I had worked for almost five years at Virgin Atlantic’s when Virgin Nigeria was to be set up, having just returned from maternity leave I was a little antsy, somehow, God worked it out that I’d be sent on secondment to set up the marketing department, launch the brand in Nigeria, it was an experience I still am so grateful for.

When asked about their role models, people often list members of the same sex; do you have any male role models?

Yes I do have males that I admire for different things:
I’d like to be like my husband (really wish I could), very wise and calm, in the face of challenges and otherwise. Never tells the time using some else’s wristwatch and isn’t as talkative as me.

Ephraim Osunde – for being able to translate spiritual principles to help everyday living.

Richard Branson for just ‘going on and plucking it’ right after he dreams it. Very unassuming too.

What advice would you give to young women who want to build successful careers as well as become successful mothers and wives?

Everything is achievable as long as you are willing to pay the price. Keep that mind open. Plan, put up your hand for help, draw on family resources alot, and often too. Better your family first than strangers.

Find a career support person or mentor, work hard and pray hard.

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 What part does your faith play in your life?

A big part- that’s my anchor. My compass and my restraint.

What are the things you’d like to change about yourself?

Hmm, that’s tricky. Personality wise, sometimes I get a bit upset about the ‘quiet person I’ve become, otherwise, I’m in a good place even though requiring improvement in other areas.

Name 4 women you admire and why?

My Mum for her resilience!

Funke Felix-Adejumo for her unabashed love for God and being such a blessing to humanity.

Sola David-Borha-For her professionalism, letting her profession of faith align to her character.

Mo abudu for being more than one thing, reinventing herself often.

A lot of women have challenges transitioning professionally; in your opinion, what is the best way to move from one job to another?

I don’t know that there is a ‘methodology to move’ I personally use a few indices:’ What is working for me or otherwise’? What is my maximum growth path in the company? Is there a system and structure? where am I ultimately headed? What is the best route to get there?

If you could, what would you tell your younger self?

You should have deliberately developed EQ, not grown into it.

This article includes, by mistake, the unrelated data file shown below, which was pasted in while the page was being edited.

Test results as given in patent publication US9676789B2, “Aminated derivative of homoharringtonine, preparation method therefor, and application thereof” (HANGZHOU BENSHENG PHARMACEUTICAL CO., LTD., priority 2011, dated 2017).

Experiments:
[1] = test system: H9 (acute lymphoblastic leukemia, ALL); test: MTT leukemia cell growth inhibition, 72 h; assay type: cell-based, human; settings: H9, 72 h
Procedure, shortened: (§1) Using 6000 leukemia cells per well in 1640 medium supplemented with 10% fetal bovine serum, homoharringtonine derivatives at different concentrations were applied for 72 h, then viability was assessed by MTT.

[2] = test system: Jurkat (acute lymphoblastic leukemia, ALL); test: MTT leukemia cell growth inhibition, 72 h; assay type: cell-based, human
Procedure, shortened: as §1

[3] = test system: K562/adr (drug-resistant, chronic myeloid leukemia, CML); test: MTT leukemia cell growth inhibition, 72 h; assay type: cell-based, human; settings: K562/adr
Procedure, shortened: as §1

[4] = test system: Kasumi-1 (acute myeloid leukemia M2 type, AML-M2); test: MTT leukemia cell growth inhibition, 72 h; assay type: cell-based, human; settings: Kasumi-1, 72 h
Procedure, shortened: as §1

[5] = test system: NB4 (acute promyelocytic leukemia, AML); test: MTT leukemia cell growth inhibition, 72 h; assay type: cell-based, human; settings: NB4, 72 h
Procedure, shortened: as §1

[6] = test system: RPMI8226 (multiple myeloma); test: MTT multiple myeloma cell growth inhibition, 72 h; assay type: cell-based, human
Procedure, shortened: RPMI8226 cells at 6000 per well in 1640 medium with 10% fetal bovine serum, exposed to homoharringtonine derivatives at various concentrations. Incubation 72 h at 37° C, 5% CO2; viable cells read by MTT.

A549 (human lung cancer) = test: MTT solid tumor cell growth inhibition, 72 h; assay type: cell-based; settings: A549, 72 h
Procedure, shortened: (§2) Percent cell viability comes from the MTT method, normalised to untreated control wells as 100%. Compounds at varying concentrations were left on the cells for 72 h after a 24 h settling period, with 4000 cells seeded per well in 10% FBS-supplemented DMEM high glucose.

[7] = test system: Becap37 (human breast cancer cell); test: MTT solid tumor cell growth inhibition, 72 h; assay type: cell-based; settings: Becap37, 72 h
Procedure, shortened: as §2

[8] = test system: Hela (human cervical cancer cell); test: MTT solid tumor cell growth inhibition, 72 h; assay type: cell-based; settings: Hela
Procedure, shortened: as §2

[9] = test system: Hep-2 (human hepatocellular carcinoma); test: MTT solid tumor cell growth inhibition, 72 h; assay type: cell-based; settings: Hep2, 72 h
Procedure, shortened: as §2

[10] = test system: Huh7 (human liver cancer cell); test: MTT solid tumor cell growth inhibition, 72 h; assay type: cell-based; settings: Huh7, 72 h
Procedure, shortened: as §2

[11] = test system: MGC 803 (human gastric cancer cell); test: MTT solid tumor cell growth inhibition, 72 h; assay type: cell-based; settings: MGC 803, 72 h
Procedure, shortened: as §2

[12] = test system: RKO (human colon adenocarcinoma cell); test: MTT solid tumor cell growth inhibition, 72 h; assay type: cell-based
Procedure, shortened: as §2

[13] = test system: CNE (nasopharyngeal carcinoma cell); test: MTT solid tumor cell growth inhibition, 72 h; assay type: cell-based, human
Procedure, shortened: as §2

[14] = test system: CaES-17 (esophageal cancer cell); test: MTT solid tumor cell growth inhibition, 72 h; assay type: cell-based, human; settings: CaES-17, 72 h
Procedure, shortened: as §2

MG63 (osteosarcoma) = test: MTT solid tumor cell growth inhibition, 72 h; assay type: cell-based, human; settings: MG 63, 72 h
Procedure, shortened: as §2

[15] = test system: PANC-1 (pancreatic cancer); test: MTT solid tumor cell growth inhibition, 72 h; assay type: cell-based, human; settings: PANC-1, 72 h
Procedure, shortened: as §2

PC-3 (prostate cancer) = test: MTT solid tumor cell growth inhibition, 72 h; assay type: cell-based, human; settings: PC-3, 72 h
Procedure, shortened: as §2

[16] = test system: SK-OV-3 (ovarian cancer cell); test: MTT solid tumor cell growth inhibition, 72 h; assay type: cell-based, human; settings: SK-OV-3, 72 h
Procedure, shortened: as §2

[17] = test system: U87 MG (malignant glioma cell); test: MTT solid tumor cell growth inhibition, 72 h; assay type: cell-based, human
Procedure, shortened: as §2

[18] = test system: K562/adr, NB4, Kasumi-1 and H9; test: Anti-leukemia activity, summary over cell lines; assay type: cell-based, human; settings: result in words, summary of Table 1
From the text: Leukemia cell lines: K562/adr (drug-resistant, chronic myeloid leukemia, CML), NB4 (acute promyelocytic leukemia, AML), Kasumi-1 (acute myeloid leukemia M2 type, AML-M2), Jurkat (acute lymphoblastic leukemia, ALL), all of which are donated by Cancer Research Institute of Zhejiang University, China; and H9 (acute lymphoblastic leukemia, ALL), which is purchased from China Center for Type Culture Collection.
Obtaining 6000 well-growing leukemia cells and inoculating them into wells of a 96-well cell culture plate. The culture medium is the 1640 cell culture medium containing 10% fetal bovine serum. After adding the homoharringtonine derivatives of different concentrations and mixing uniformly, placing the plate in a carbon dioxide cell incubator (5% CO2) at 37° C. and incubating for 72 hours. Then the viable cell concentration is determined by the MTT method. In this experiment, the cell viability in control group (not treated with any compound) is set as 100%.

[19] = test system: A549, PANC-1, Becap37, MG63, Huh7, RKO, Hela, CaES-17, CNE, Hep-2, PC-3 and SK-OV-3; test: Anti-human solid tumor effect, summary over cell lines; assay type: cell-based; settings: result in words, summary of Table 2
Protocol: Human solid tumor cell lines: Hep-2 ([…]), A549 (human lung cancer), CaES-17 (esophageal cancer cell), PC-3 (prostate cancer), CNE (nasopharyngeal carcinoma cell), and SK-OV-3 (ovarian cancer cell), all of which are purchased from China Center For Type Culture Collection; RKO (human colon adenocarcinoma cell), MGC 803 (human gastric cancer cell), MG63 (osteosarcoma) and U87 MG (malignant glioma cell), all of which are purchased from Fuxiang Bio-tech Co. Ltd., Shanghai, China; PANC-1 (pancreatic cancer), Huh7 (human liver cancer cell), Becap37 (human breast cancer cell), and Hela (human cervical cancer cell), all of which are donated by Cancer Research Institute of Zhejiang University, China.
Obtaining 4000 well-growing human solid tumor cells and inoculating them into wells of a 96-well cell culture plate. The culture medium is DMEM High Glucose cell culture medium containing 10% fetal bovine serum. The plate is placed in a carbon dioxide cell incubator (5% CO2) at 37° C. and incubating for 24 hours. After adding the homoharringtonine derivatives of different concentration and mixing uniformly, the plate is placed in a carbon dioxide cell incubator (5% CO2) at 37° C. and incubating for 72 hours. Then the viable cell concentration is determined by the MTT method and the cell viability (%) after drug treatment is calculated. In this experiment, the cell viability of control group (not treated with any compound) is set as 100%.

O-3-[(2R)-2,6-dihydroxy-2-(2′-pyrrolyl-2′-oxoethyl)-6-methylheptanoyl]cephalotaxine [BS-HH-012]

You run “Pressure Cooker” a weekly column for women in the corporate place, tell us a little about that.

I had fast paced jobs with a lot of travelling, which meant I was trying to do a zillion things correctly, not miss my friend’s birthday or house warming, make all the PTAs, make all my church meetings (and more). I was sweating under this weight and every other woman seemed tidy and well put together. Every time, there was a gathering of females, I’d often put my hand up to ask how people were managing….the answers I got didn’t assuage me and so I thought if I was honest enough with my struggles, perhaps I’d get honest answers back, that’s how Pressure Cooker came about and it’s been an amazing 2 and half years with many honest responses.

I more than often delve into socially relevant but NOT political stories.

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 Where do you see yourself in the next 5 years?

I’ve got a long list of ‘To bes’…i need to check. I’m too young to be answering ‘what else will you like to be’? I’d like to start ‘being them’.

 What are your favourite tourist destinations and why?

Istanbul–has the loveliest landscape and isn’t a hectic destination to visit.
Newyork!-Love the lights, love the buzz and of course the shops.

If you weren’t in communications and media, what would you be doing?

I’d be running a development organisation and be a journalist at the same time; I promise you the fulfilment from making social change is matchless.

 Indra Nooyi speaks about women not being able to have it all in their careers and at the home front. Do you agree? How do you manage trade-offs?

Hmmm, do you ever ‘really just manage tradeoffs’? – You feel constantly guilty about them- constantly- even when you are aware of your decision o trade off. I can only be thankful, I haven’t been forced to make the either or choice.

 What is your personal mantra?

1.That God it is what blesses whether with ideas or any other thing; forget the big theories – it is he who causes time and chance to happen to you. We’re 7.1billion in the world Francesca, surely there are people brighter than Bill gates and Steve Jobs.

2. That lighting your candle doesn’t dim mine, it just means the whole place shines brighter.

3. That no two birds have ever had an accident in the air- so there is room enough for you and me.

 What 3 books would you recommend we read?

The Battlefield of the Mind -Joyce Meyer… just reiterates the power of the mind-that’s where we win or lose.

Outliers – Malcolm Glad well- there are really outliers…the book says born and I think ‘can be’

David and Goliath – Malcolm Gladwell….the principles of brand virgin that I love so much- the underdog can be the undertaker.

The Leading Ladies Africa Series is a weekly interview series that focuses on women of African descent, showcases their experiences across all socio-economic sectors, highlights their personal and professional achievements and offers useful advice on how to make life more satisfying for women.

It is an off-shoot of Leading Ladies Africa; an initiative that seeks to effectively mentor and inspire women, with particular emphasis on the African continent.

Do you know any woman of African descent doing phenomenal things? Send an email to [email protected] and we just might feature her.

Comments (3)

  1. I found the interviewee to be very honest with her responses. It came off empowering. More of this!

  2. This was such an inspiring interview to read. Every woman can relate to how hard it can be to try and juggle it all and still come out on top. Congratulations, Nkiru Olumide-Ojo. I look forward to reading more interviews in this series.